Science Triple #3 - Spokane Public Schools

Name: _____________________
Science Triple #3 –
7th Grade
Scientific Practices
Some students have designed a new bubble gum chewing
experiment. They are going to chew gum for 1 minute and
then stretch the gum as far as they can before the gum breaks
and measure that length. They are going to repeat the process
for two more additional minutes of chewing. Below is their
investigative question:
Question: How does the amount of time spent chewing a piece
of bubblegum affect how far the gum will stretch without
Period: _______
Due 9/25
1. What is the manipulated (independent)
2. What is the responding (dependent)
3. List the materials needed for this
Energy and Systems
1. Name one form of Kinetic Energy in the
person chewing gum system.
There are 5 forms of Kinetic Energy: heat, light, sound,
electricity, and motion
2. Name the location of the energy you
described in Question #1.
There are 3 forms of Potential Energy: positional potential,
chemical potential and nuclear
A person chewing bubble gum can be thought of as a
system. Use the forms of energy listed above to help you
answer the questions to the right.
3. Name a form of Potential Energy in the
person chewing gum system.
4. Name the location of the energy you
described in Question #3.
Content Review
Cell Phone_____________
Matter is anything that has mass and takes up space.
Energy does not have any mass (it is not made of molecules)
and it causes changes in matter.
2. Battery ____________
Look at the words listed to the right. Place an “M” on the
line if the word represents a type of matter. Place an “E”
on the line if it represents a type of energy.
4. Lamp ___________
3. Light from a lamp _________
5. Heat from a fire __________
By Tami Port, MS, Yahoo Contributor Network
Jul 29 , 2009
Types of Scientists and What They Do
Different Disciplines of Hard Science
Have you ever thought about becoming a scientist? You are not alone! Science a tool; a
special way of investigating a question. When scientists try to reveal the answers to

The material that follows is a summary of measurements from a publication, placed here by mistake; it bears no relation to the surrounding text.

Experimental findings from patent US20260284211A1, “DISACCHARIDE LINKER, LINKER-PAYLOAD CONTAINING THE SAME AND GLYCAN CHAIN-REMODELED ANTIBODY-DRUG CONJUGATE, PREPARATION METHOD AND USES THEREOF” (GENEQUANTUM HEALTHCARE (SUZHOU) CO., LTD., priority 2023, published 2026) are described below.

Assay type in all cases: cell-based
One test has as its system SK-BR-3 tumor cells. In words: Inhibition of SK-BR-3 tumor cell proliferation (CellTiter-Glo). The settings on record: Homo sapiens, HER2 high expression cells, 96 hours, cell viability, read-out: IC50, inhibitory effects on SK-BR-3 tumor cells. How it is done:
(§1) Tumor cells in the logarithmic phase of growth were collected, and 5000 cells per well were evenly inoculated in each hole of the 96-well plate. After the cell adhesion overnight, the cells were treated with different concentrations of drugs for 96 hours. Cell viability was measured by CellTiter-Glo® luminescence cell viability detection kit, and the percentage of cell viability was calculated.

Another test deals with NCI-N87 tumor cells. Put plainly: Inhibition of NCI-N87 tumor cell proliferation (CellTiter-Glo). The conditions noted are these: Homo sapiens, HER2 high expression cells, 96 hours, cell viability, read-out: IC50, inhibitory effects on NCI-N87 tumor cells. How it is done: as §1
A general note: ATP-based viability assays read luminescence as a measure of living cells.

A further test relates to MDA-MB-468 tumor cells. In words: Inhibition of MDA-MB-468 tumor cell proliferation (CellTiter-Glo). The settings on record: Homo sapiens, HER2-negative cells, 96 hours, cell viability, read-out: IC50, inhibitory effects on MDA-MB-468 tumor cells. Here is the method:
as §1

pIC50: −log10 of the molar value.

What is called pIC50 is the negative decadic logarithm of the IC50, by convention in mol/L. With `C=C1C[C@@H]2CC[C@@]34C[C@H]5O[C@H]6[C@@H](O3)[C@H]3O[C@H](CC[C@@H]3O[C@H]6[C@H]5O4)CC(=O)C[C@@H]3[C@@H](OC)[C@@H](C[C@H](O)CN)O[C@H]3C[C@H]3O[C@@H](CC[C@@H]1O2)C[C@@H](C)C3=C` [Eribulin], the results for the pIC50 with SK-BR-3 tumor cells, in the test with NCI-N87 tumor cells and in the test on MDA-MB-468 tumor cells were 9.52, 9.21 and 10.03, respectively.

questions about the world around us, they use a special process called the scientific
method. The steps of the scientific method help ensure that bias-personal beliefs, hidden
agendas, and just plain sloppy investigation-doesn't influence scientific results.
Although the scientific method may not be a riveting topic for many, there are certainly
many very cool scientific disciplines to study. When I went to school for my science
Marking the Text Expectations
degrees, my aim was to become a primatologist; a scientist, like Jane Goodall and
the late Diane Fossey, who studies the biology and of behavior monkeys and apes;
1. Number the paragraphs
as well as those well-known hairless apes, humans.
2. Circle key terms
Hard Science and Soft Science
3. Underline claim(s) – at least one
per paragraph
Don't worry. If you are interested in becoming a scientist, but primates aren't your
4. For each question that you
answer, reference the paragraph
thing, there are plenty of other "-ologies" out there. Scientific disciplines are
number where the answer was found
divided into the "hard sciences" and the "soft sciences." Although the boundary
between the two is not always distinct, the hard sciences are those disciplines that
are more quantitative (based on measurement) and objective (less colored by personal belief). For example,
psychology (the science of mental life) is considered a soft science, whereas neurology (the study of brain anatomy
and function) is a hard science. Here is a brief glossary of the main branches of hard science, each of which contains
many dozens of specific subdisciplines.
Disciplines of Hard Science
 Astronomy: The study of matter in outer space, with emphasis on the positions, dimensions, distribution,
motion, composition, energy, and evolution of celestial bodies and phenomena (like planets, stars, comets,
galaxies, black holes, etc).
 Biology: The study of living organisms. There are many, many subdisciplines to this science, including cell
biology, microbiology (microbes), zoology (animals), botany (plants), genetics (genes), immunology (the
immune system), ecology (relationships between organisms and their environment), just to name a few.
 Chemistry: The science of matter; the branch of the natural sciences that deals with the composition of
substances (atoms, molecules and compounds) and their properties and reactions.
 Geology: The science of the solid and liquid matter that makes up the Earth. Geology includes also several
subdisciplines, such as climatology, vulcanology (volcanos), oceanography, paleontology (fossils), glaciology
(glaciers), and gemology.
 Mathematics: This is a group of related sciences that use an abstract representational system to deal with
the logic of quantity, shape and structure, and the relationship between these concepts. If you can count your
fingers, you are doing simple mathematics, but the field is much more complicated than counting.
 Physics: The branch of science that pursues the study of properties and interactions of space, time, matter
and energy.
Can't make up your mind? Don't worry, there are also branches of science that are a mix of more than one discipline,
such as Geochemistry, Biochemistry, Astrophysics and Geophysics. Whatever your interest, there is probably an
“-ology” for you.
1. What is the difference between a “hard” branch of science and a “soft” branch of science?
2. What is Physics the study of?